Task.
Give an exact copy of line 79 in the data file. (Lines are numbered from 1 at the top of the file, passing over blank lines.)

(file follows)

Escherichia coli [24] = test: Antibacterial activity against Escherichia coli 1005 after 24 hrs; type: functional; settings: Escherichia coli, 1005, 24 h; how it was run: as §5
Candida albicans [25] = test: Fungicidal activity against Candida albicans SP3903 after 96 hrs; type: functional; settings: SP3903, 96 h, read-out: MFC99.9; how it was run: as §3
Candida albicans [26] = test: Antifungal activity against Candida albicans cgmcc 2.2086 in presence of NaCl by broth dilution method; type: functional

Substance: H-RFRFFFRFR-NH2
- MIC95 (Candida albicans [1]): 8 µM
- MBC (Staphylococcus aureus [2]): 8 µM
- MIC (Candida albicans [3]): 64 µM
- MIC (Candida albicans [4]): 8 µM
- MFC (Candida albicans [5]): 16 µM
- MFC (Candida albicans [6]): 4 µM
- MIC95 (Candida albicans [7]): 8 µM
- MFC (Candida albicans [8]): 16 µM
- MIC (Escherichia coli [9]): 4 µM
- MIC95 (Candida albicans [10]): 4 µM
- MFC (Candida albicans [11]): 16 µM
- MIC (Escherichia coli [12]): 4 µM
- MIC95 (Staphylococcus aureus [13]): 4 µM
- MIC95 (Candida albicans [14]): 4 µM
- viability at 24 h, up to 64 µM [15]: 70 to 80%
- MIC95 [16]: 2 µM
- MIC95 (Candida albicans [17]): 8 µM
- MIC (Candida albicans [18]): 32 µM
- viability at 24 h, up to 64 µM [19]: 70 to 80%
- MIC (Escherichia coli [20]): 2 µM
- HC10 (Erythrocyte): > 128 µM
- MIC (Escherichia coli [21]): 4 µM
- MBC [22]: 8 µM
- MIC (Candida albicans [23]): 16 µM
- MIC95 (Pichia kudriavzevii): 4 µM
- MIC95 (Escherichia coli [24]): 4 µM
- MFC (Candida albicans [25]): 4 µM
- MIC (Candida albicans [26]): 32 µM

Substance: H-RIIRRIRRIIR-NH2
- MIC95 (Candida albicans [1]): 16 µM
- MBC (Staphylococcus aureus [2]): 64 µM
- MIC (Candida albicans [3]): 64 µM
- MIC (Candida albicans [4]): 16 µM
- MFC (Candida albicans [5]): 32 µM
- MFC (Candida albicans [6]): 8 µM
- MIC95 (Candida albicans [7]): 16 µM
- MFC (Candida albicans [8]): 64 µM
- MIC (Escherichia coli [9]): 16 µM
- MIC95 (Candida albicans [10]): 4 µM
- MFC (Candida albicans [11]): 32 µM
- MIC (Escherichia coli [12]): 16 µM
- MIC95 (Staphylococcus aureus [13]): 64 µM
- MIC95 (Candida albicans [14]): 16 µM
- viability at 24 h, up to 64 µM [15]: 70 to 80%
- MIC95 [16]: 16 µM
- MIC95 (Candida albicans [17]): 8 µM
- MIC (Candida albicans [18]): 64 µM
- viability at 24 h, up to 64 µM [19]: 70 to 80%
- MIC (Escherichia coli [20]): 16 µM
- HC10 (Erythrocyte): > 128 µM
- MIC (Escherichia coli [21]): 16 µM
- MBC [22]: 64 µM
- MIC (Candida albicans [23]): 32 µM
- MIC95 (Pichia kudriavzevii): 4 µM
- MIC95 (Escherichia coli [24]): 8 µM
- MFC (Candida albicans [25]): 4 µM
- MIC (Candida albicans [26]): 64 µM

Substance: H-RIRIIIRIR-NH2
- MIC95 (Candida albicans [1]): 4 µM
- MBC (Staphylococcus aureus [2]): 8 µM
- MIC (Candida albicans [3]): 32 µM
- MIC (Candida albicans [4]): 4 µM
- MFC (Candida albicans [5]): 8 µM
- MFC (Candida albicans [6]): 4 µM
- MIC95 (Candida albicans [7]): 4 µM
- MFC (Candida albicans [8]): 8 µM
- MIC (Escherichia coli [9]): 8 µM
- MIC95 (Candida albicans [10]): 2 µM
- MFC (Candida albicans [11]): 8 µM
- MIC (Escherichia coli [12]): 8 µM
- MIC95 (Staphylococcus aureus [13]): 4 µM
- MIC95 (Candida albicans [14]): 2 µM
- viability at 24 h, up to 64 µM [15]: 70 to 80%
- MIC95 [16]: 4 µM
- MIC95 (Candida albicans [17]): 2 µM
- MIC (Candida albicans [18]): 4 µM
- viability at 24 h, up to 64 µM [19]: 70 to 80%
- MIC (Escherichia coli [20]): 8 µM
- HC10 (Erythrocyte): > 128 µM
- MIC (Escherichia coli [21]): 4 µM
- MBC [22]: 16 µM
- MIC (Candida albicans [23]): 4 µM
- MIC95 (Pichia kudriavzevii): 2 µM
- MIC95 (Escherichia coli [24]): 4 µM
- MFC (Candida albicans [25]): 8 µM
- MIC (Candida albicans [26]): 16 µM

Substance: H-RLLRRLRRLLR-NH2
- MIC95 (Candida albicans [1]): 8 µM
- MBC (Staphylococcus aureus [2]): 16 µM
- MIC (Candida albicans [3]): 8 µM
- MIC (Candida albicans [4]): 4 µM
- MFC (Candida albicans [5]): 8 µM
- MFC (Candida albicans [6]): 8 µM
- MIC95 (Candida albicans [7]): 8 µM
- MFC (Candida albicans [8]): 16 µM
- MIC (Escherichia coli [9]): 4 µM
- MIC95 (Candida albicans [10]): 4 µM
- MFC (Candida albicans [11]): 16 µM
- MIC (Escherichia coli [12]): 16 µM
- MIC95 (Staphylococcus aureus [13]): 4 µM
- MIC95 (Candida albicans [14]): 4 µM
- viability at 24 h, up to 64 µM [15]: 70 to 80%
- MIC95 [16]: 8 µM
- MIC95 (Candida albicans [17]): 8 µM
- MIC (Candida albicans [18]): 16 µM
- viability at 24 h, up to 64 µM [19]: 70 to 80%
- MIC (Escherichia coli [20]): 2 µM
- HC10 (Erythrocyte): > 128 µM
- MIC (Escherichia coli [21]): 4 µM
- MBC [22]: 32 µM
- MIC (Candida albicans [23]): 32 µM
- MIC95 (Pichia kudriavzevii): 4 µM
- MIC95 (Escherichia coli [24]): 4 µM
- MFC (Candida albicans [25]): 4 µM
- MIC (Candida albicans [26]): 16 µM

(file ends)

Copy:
- MIC95 (Candida albicans [17]): 2 µM